Steven Woloshin et al., "Press Releases by Academic Medical Centers: Not So Academic?", Annals of Internal Medicine, 150(9): 613-618:
Background: The news media are often criticized for exaggerated coverage of weak science. Press releases, a source of information for many journalists, might be a source of those exaggerations.
Conclusion: Press releases from academic medical centers often promote research that has uncertain relevance to human health and do not provide key facts or acknowledge important limitations.
There's no indication that any of the 200 press releases in their sample was as bad as the infamous "Nobler Instincts Take Time" document from USC that set off a flurry of headlines like "Twitter makes users immoral, research claims". (For details, see "Debasing the coinage of rational inquiry: a case study", 4/22/2009.) And even further out on the long tail of hooey are the virtuoso flacks who create scientific-seeming news out of little or no research at all.
But Woloshin et al. do conclude that investigators should "review releases before dissemination, taking care to temper their tone (particularly their own quotes, which we often found overly enthusiastic)". This is certainly good advice, though it's not much more likely to be followed than any other good advice that runs counter to its recipients' interests.
Ben Goldacre ("Dodgy academic PR", The Guardian, 5/30/2009) focuses on the role of the economic dynamics of the news business:
Obviously we distrust the media on science: they rewrite commercial press releases from dodgy organisations as if they were health news, they lionise mavericks with poor evidence, and worse. But journalists will often say: what about those scientists with their press releases? Surely we should do something about them, running about, confusing us with their wild ideas?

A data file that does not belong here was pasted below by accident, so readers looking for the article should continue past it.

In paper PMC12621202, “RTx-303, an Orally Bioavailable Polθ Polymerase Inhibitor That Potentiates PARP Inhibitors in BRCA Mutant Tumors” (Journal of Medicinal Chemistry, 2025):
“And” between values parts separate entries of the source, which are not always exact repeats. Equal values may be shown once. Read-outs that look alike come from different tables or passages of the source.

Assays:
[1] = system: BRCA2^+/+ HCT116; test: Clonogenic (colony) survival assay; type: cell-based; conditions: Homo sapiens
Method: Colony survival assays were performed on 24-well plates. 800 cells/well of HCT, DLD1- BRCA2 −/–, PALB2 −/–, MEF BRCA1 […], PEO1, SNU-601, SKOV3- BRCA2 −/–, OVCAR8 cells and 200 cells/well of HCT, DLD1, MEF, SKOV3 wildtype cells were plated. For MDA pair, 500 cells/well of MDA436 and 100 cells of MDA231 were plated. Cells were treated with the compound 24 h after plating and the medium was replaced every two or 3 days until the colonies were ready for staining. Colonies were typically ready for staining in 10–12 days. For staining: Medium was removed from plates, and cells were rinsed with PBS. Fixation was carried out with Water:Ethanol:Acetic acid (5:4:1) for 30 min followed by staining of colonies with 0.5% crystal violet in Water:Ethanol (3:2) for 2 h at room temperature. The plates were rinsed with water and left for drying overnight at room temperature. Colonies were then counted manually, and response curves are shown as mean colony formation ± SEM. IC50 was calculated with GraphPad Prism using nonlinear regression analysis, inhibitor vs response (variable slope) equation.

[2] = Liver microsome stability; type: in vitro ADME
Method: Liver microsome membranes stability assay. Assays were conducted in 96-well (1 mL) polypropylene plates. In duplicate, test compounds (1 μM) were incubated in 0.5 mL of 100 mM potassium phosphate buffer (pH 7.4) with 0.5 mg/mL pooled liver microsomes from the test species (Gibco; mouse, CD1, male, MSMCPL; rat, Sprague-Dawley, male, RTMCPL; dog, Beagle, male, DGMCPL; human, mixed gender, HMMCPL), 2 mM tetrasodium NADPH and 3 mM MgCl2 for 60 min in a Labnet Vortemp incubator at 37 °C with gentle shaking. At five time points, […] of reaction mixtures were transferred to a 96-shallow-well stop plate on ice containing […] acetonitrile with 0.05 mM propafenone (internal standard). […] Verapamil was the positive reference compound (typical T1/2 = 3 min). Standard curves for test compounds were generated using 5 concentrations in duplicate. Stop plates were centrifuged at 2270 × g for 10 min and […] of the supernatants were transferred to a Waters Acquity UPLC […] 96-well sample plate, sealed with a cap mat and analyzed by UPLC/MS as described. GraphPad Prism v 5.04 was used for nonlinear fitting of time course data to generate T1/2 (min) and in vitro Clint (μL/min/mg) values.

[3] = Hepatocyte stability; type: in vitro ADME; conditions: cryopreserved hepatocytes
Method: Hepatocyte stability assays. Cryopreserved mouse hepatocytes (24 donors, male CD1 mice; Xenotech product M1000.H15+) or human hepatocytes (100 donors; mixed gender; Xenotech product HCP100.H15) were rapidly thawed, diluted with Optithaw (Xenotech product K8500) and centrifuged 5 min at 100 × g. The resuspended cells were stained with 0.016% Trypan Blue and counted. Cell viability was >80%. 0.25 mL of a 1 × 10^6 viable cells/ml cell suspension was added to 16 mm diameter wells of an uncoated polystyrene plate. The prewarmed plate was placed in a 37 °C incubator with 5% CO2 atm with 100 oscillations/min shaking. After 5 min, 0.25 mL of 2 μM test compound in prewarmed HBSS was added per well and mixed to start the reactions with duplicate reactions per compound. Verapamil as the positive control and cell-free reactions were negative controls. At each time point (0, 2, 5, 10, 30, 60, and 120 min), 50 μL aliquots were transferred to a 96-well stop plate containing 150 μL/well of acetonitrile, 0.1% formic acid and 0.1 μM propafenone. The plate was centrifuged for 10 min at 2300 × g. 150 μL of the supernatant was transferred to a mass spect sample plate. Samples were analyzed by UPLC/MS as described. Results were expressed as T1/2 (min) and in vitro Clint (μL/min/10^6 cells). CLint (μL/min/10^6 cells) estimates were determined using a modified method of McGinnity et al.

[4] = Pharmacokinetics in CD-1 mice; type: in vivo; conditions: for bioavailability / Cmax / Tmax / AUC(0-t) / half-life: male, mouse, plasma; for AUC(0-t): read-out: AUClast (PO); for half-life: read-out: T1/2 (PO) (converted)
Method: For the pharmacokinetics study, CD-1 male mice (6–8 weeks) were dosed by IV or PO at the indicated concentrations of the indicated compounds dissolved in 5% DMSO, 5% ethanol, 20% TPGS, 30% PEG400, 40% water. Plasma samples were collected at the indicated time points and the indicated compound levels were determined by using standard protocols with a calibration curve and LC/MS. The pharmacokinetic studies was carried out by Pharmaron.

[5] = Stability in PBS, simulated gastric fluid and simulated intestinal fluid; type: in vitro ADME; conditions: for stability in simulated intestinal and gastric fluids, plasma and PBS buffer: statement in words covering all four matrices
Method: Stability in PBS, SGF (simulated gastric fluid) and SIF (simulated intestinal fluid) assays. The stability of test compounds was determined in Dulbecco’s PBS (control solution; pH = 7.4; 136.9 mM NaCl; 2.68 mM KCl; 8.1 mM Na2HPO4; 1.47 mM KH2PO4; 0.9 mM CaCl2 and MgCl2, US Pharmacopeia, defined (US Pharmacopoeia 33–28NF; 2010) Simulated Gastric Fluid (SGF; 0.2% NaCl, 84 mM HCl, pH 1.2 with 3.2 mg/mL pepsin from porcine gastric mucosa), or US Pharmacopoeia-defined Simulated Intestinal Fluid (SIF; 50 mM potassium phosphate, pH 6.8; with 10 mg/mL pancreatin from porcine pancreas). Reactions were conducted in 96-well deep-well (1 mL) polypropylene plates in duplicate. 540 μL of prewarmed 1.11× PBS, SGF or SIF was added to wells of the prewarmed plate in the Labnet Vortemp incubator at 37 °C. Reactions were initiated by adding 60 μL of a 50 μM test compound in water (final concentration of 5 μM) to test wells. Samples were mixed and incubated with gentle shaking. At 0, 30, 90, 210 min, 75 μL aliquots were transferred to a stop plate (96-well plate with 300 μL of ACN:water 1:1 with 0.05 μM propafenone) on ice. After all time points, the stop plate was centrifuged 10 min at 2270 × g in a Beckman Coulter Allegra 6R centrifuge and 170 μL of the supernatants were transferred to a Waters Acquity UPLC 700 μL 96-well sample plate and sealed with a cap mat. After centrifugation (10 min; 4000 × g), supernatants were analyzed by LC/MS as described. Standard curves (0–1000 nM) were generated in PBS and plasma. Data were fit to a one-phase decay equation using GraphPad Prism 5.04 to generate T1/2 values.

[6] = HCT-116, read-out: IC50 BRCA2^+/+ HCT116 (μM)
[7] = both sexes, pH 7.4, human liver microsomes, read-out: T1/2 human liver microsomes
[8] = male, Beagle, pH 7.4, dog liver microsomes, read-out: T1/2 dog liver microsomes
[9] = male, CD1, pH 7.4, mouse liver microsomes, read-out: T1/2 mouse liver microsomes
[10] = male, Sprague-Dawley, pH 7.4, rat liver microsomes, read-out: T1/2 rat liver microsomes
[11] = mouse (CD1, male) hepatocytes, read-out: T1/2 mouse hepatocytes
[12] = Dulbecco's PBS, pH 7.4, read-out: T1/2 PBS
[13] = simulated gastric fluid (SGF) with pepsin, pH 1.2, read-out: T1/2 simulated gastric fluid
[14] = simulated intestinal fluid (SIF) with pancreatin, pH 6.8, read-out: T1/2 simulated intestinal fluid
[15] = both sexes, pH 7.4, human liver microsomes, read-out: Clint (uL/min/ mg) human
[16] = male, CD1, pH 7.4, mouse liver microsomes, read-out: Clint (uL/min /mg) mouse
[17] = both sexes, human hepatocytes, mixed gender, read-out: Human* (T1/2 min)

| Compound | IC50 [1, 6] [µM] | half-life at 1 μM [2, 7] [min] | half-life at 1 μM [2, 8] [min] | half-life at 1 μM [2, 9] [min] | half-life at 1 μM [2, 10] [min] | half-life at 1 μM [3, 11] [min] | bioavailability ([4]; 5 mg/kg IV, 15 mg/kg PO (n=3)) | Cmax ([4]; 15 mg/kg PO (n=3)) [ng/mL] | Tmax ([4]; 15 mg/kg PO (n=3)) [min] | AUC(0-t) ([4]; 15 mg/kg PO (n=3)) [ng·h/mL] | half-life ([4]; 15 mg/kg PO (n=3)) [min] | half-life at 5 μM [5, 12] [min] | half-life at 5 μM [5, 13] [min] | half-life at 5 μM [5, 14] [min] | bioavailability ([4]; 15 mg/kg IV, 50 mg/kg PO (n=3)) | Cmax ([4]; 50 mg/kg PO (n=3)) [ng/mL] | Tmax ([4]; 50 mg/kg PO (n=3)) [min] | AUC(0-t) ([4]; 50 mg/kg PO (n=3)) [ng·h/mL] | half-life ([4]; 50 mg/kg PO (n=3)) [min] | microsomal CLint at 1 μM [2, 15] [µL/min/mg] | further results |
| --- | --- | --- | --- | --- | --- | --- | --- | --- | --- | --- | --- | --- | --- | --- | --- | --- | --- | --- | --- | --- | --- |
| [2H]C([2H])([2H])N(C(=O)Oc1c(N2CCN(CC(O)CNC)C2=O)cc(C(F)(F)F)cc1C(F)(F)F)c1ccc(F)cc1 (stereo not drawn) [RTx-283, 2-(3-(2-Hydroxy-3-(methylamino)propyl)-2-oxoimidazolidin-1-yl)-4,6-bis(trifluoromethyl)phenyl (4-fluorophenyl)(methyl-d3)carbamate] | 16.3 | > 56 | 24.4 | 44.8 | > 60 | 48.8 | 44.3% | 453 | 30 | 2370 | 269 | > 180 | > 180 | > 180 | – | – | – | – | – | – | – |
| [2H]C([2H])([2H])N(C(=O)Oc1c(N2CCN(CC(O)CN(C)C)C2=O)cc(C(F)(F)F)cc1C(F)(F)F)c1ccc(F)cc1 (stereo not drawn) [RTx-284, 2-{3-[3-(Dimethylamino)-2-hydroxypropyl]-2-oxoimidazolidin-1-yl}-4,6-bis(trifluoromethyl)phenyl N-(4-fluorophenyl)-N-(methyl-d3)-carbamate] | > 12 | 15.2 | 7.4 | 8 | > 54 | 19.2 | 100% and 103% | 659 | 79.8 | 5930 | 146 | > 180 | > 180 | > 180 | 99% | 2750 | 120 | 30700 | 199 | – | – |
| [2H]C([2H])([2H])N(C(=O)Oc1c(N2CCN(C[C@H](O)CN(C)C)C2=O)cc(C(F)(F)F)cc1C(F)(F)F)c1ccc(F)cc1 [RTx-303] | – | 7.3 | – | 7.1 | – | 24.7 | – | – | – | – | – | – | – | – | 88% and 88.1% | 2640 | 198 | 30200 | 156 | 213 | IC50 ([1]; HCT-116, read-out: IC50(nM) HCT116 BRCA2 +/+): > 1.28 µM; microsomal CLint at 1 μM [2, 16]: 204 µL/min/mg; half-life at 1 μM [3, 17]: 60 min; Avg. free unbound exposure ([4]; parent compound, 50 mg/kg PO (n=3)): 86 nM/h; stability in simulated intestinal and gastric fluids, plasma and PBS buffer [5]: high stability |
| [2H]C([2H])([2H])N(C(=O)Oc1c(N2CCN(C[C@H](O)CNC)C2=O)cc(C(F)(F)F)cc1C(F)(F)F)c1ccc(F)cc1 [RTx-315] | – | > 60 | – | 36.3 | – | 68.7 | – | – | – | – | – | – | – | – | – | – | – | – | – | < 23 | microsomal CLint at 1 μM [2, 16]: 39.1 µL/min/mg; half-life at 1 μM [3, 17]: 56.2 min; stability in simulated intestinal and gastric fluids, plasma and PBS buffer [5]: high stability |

Now you may be inclined to think that a journalist should be capable of doing more than simply reading, and then rewriting, a press release: but we must accept that these are troubled times. Through our purchasing behaviour – and I assume someone cleverer than me measures these things competently – we have communicated to newspapers that we want them to be large and cheap, more than we want them to be adequately researched.
So in this imperfect world, it would be useful to know what’s in academic press releases, since these are the people of whom we are entitled to have the highest expectations. A paper in the Annals of Internal Medicine this month shows very clearly that we have been failed.
Was coverage of science significantly better in less journalistically troubled times, when newspapers were highly profitable? I'm not sure — I suspect that in mass media in general, sensation and entertainment have always been better business than sober and balanced presentation of research results. And in the same way, the forces governing academic PR don't reward researchers for "tempering their tone".
The best thing, it seems to me, would be to enrich the journalistic ecosystem with more species in niches like the one that Goldacre's Bad Science column occupies — agile, razor-clawed predators culling the herds of science-news herbivores that graze the green shoots of press releases on the endless media plains.